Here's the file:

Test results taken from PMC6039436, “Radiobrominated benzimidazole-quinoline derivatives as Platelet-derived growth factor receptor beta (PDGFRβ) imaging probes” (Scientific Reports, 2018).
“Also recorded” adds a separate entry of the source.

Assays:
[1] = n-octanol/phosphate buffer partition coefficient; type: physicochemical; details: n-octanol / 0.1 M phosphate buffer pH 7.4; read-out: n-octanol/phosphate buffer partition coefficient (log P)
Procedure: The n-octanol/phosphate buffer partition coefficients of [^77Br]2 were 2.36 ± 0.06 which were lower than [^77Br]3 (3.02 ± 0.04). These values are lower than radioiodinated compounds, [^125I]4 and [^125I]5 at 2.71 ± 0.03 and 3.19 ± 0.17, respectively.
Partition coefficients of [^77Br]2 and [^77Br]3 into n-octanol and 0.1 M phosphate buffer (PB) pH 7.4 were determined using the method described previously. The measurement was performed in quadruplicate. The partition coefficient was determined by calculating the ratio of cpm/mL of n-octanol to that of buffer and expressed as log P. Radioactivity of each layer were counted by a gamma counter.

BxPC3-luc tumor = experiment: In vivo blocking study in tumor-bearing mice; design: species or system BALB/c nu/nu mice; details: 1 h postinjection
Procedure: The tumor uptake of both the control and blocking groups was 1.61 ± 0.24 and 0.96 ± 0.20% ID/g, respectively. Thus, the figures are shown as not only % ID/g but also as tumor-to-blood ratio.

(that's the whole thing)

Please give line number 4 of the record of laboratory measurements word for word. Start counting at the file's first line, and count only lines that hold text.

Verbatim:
[1] = n-octanol/phosphate buffer partition coefficient; type: physicochemical; details: n-octanol / 0.1 M phosphate buffer pH 7.4; read-out: n-octanol/phosphate buffer partition coefficient (log P)